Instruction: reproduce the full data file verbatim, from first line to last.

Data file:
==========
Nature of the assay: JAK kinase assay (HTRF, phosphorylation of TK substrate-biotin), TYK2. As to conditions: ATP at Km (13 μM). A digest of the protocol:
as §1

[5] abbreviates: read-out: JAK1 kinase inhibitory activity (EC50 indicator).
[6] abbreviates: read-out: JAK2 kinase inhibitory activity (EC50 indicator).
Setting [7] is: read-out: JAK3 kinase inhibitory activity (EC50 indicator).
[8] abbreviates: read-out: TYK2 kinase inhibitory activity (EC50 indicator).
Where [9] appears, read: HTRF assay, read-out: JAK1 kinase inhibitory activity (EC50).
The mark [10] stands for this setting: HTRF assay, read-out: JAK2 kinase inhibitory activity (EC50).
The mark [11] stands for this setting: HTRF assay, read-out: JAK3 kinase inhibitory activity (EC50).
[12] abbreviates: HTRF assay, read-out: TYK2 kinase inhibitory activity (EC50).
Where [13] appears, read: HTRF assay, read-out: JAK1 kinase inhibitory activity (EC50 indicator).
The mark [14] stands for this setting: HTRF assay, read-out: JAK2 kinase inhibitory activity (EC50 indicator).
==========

Nature of the assay: JAK kinase assay (HTRF, phosphorylation of TK substrate-biotin), TYK2. As to conditions: ATP at Km (13 μM). A digest of the protocol:
as §1

[5] abbreviates: read-out: JAK1 kinase inhibitory activity (EC50 indicator).
[6] abbreviates: read-out: JAK2 kinase inhibitory activity (EC50 indicator).
Setting [7] is: read-out: JAK3 kinase inhibitory activity (EC50 indicator).
[8] abbreviates: read-out: TYK2 kinase inhibitory activity (EC50 indicator).
Where [9] appears, read: HTRF assay, read-out: JAK1 kinase inhibitory activity (EC50).
The mark [10] stands for this setting: HTRF assay, read-out: JAK2 kinase inhibitory activity (EC50).
The mark [11] stands for this setting: HTRF assay, read-out: JAK3 kinase inhibitory activity (EC50).
[12] abbreviates: HTRF assay, read-out: TYK2 kinase inhibitory activity (EC50).
Where [13] appears, read: HTRF assay, read-out: JAK1 kinase inhibitory activity (EC50 indicator).
The mark [14] stands for this setting: HTRF assay, read-out: JAK2 kinase inhibitory activity (EC50 indicator).